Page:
MCCLYMONT: Yes, absolutely, I mean, they've suffered very badly in the last year and last two years. And having more visibility and transparency into

the supply chain is extremely important for them. And really having it close at hand is one of the best ways of achieving that. So we are

beginning to see mandates for the manufacturing of the chips that we provide for these guys to be put into the United States such that they can

fulfill that goal.

CHATTERLEY: Wow, so they're saying to you look, we'll only give you this order for X amount of chips if the manufacturing is done in this country,

which is it goes to the point of needing an act like this.

MCCLYMONT: That's right, I mean, so I mean, we deployed the instigation of the act. I attended a meeting yesterday, and one of the attendees actually

pointed out that the real terms, cash of the act is equivalent to the amount of money in, I guess, in policing, inflation adjusted that was

required to put the man on the moon. I didn't check his math, but it sounds like a lot of money to me. And for that, to that end, for our industry,

it's a significant boost.

CHATTERLEY: Yes, and this is a lot more people involved, let's be clear, beyond the technology of putting someone on the moon and the delight that

ensued. How difficult is it to hire, in terms of designers, particularly relative to, let's say, Europe, for example, that also managed to sign the

Chips Act actually far quicker than the United States? What's that the relative cost?

MCCLYMONT: Well, the U.S. has always been a very buoyant market for our industry, it's really sort of center of the industry, it's where the

critical mass of employees and talent is. Many of the universities offer programs which provide direct training in the areas that we need. Europe,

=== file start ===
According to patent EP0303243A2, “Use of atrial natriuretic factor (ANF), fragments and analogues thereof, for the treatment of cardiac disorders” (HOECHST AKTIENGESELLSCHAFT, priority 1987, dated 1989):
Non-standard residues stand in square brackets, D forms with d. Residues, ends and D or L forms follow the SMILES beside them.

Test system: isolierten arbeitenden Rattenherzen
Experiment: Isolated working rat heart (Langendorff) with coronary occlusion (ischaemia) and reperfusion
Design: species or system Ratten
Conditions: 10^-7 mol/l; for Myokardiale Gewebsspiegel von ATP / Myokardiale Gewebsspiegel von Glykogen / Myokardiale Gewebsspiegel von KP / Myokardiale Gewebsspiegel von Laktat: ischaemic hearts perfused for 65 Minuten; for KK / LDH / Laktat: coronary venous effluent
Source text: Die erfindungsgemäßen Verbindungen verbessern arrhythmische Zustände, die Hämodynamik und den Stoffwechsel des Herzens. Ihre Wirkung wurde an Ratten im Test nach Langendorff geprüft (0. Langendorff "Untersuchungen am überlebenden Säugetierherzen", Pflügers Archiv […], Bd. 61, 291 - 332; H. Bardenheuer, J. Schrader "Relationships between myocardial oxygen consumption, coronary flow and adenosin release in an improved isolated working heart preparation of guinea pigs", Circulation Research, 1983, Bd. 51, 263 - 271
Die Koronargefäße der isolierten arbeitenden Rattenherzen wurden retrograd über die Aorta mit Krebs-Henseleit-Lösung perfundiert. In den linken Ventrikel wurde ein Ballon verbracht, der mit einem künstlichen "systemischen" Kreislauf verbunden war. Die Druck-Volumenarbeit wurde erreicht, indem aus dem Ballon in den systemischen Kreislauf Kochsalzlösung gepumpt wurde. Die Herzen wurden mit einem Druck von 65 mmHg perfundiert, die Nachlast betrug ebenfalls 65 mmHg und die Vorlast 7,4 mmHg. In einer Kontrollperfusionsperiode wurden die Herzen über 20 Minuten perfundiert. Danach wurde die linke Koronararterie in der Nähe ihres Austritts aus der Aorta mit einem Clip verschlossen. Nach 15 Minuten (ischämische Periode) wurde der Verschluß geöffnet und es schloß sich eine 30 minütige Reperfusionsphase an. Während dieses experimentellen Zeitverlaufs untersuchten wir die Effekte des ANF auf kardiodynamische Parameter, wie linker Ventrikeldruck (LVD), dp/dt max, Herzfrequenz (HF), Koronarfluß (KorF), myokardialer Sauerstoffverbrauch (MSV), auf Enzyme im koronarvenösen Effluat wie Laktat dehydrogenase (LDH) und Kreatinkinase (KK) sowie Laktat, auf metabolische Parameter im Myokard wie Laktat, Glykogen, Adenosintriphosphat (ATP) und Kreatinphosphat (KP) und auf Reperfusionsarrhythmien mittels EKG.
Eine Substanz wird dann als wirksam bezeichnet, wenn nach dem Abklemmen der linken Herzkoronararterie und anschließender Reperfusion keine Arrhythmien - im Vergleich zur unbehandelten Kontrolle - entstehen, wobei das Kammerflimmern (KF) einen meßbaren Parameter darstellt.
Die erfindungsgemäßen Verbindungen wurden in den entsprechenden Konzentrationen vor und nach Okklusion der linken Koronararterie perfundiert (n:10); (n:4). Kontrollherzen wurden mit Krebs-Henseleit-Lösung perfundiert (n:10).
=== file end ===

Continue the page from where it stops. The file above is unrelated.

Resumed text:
on the other hand, also managed to instigate their own Chips Act, and their cost basis is also very good in some countries, which offer also the

ability for companies such as ourselves to hire can be maybe of the order of 60 percent of the cost of the U.S. So having a boost from the government

in order to offset that really allows us to continue to invest in the U.S. and have our engineering teams as close to our customers as possible.

CHATTERLEY: Wow, so just to be clear, so my viewers understand 60 percent of the cost of hiring in the United States is hiring in Europe. And I guess

that's simply because demand is so high in the United States, because you've got all the big tech companies that are sucking up these employees

as well, I guess.

MCCLYMONT: It's true.

CHATTERLEY: The direct question is you going to hire more people in the United States as a result of this act?

MCCLYMONT: Yes, absolutely, assuming that we get approved and, you know, as our business needs, in any case, we'll continue to hire in the U.S. We're

very focused, as I said, on the U.S. car industry, in addition to customers outside, but to that end, we are committed to growing our footprint as

close as possible to our customers. And yes, we will do as a result of that.

CHATTERLEY: The Global Foundries CEO said to us last year that when you talk about building out manufacturing capabilities and factories for an

ordinary company, you can talk in millions. When you're talking about fabs and the manufacture of facilities to create semiconductor chips, you need

to talk in billions. So I look at the amount of money that was agreed here and as good as it is. My question is, is it enough or is more required?

MCCLYMONT: Well, I mean, building these fabs is extremely expensive there, it's billions of dollars to create a single fab.


MCCLYMONT: Global Foundries is actually one of the manufacturing partners that we use, and they are perhaps the most valuable fab inside the United

States right now. And, you know, I'd expect that they will grow very substantially as a result of that. So perhaps, in order to continue the

fund, we need to have enough money to put two men on the moon.

CHATTERLEY: We're going to come back to that. Hopefully in a few years, we're talking about multiple people on the moon. On a more serious note, I

want to ask you, how close you're watching Taiwan; obviously, there are humanitarian concerns with the escalating tensions that we're talking